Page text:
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Tuesday, February 26, 2008

Adobe Rolls Out Air 1.0

Adobe Systems on Monday formally released Adobe AIR, Flex 3 and BlazeDS technologies for enabling the rapid development of rich Internet applications (RIAs).

With these technologies, developers can create applications that run online or offline and across any platform.

AIR was developed under the codename of "Apollo." Its main competition for building RIAs isJavaFX from Sun Microsystems and Silverlight from Microsoft.

However, Adrian Ludwig, group product manager for Adobe AIR, noted some differences.

"Silverlight isn't on the desktop. It's more of a competitor to Flash. The key to AIR is coming from the Web to the desktop. Compared to JavaFX, we delivered something. We're out there. JavaFX is not," he told

Indeed, the ability to develop a Web-based application and then use that exact same code to create a desktop application—no rewrite necessary—is a key selling point on AIR.
It's designed to be cross-platform, as Java is, requiring a just-in-time compiler on those different platforms. The tradeoff is a minor performance hit but it's not noticeable, said Ludwid.

Adobe's RIA technologies include tools, frameworks, servers, services and runtimes for building applications quickly without requiring a lot of programming skill. They use all the latest Web technologies, many of which have come from Adobe, like Flash, Flex and PDF as well as HTML and AJAX.

Flex is a free, open-source framework for building RIAs. Adobe Flex Builder 3 is focused mostly on adding new features for developers as opposed to user-oriented features. This includes an enhanced debugger, memory and usage profiling and integration with Adobe's creativity suites, such as Photoshop.

Making the framework open source is designed to appeal to developers. "It allows developers to be confident they can develop on it," said Ludwig. "They can go into the framework and make modifications to it, customize it to their environment."

"It's no longer a proprietary Adobe framework," he added. "It's about embracing developers outside of Adobe who want to make it better, for their use or the greater good of all of us."

BlazeDS is an accompanying technology for Flex that is a data services layer to relay information between clients and back-end services. Like Flex, it's open source and available for download from Adobe.

Ludwig said Adobe, with this release, has added a remoting protocol so clients can call services and applications on the server.

Adobe launched AIR, Flex and BlazeDS on Monday at its Engage event in San Francisco, a show designed to showcase Internet application development. A number of firms announced AIR-based applications, including AOL, The New York Times Co. and NASDAQ. made a little news of its own, announcing the new Toolkit for Adobe AIR and Flex, which would allow for developing RIAs on's platform. Developers will have direct access to the Web services API to create applications in AIR's rapid application development language while having the power of a serverside application.

For Robert Blatt, vice president and general manager of AOL's personal media division, AIR had three things the other RIA technologies didn't have. "First is the cross-platform nature of it and the ability to build an app you could deploy in browsers and a desktop. While other technologies can do that if you try real hard, with AIR it just works so that reduces our development time," he told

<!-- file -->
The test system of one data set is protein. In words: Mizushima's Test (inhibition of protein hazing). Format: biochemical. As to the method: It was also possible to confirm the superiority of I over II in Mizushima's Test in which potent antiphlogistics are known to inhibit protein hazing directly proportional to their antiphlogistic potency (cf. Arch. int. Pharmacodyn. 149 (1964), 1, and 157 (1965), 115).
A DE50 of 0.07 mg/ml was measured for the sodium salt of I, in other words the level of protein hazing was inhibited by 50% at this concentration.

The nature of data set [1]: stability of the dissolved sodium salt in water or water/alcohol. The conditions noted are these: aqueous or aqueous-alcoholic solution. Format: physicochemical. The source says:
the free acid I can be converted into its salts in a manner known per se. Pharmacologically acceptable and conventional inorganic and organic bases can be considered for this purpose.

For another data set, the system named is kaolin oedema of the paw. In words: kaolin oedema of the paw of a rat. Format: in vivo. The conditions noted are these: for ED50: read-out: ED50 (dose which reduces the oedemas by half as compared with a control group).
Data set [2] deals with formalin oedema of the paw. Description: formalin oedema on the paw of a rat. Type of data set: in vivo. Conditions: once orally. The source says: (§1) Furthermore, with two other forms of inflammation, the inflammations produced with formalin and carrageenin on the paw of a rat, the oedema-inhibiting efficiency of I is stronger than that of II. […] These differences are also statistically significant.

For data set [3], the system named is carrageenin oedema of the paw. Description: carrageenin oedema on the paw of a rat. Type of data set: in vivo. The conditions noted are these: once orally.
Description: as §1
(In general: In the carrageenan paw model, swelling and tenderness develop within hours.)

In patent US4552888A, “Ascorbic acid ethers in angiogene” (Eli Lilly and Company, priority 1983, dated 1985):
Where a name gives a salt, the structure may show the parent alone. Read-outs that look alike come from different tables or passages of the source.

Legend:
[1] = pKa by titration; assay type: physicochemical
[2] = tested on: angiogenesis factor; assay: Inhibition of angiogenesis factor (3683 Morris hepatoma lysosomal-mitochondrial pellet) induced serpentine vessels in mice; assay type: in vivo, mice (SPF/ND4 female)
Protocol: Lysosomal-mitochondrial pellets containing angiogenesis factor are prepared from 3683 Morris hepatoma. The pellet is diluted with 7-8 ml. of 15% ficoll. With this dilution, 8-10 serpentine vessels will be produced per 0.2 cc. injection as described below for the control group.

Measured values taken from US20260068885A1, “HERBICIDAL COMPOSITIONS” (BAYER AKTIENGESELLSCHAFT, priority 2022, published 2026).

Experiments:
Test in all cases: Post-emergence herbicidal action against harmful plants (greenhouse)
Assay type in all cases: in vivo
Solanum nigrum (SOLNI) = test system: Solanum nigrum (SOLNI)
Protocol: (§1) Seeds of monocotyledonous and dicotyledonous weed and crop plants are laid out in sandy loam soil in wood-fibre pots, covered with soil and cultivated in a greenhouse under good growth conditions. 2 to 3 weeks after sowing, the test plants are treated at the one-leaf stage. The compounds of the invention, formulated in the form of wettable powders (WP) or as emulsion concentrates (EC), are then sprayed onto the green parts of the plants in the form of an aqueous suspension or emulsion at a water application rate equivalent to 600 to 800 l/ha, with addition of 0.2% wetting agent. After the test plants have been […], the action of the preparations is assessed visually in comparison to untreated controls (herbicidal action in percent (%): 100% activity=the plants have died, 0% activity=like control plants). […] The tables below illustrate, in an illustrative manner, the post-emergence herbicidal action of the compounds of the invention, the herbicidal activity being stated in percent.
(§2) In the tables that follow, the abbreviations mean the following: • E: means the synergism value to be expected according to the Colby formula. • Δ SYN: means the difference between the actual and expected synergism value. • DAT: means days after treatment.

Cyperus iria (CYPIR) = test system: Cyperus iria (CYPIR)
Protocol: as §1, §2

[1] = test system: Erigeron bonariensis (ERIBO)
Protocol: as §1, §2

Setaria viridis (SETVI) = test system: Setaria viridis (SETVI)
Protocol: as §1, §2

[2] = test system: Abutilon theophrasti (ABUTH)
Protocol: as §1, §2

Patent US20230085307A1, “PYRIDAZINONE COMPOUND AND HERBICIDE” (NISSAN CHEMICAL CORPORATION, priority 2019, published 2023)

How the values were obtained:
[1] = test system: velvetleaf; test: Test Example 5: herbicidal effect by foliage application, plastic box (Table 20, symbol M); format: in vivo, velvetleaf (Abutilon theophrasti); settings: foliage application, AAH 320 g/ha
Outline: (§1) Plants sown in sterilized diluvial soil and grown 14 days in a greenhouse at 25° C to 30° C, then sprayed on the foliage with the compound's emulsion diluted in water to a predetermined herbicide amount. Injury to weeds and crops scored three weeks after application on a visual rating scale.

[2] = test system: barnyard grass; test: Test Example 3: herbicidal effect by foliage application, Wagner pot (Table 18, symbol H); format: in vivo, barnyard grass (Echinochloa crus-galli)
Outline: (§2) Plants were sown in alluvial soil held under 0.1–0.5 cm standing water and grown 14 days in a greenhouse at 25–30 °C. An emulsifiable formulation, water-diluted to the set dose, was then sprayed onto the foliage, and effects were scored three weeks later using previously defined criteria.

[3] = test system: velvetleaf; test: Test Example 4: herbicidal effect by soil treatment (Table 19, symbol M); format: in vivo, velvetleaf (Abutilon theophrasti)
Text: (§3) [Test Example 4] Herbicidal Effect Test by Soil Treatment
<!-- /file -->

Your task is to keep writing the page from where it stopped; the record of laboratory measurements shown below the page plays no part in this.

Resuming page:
Secondly, he said, is the ubiquity of Adobe's technology. "Their technology is already on the consumer's desktop and they don't have to download any more technology to get it to work. The last thing is they are doing a fantastic job erasing the boundaries of online and offline, and for my application that's absolutely essential," he said.

Turning an application loose on a desktop could be a risky proposition, as many security experts have raised concerns regarding Web 2.0's permissive nature, but Blatt has confidence in AIR. "There are valid concerns but I feel Adobe has done a nice job of limiting the capability and informing the consumer so that they don't download stuff to stuff to their computer they don't want," he said.

The new online/offline platform from Adobe serves as a stepping stone for Web 2.0 applications to migrate to the desktop.

Delivering on its promise to merge online and offline content with the project once code-named “Apollo,” Adobe released the first version of the newly renamed Air on Monday, a technology designed to bring both worlds together. Adobe Air effectively allows previously online-only services to offer dedicated applications that can work with or without an Internet connection.

For instance, one of the first Adobe Air offerings, EBay Desktop, allows users to manage and sort through auctions using a more powerful interface than the one available online. It enables features such as instant updates on auction changes and live feeds of interesting auctions as they appear that were not previously possible with the version of eBay constrained to a browser window. Another application, Buzzword, serves as a word processor that seamlessly allows users to save content online or off. The Monday launch brought Air-driven programs from a host of other companies, including Nasdaq, Nickelodeon, and AOL.

Like Adobe’s older standard for online application development, the ubiquitous Flash, Air is totally free to download. Unlike Flash, the Air software developer’s kit is also free, allowing amateur developers to dabble in Adobe’s software environment without paying and likely expanding the library of available applications. Both the Air client and Air SDK can be found at Adobe’s Air download page, while a list of available applications is also available through Adobe.

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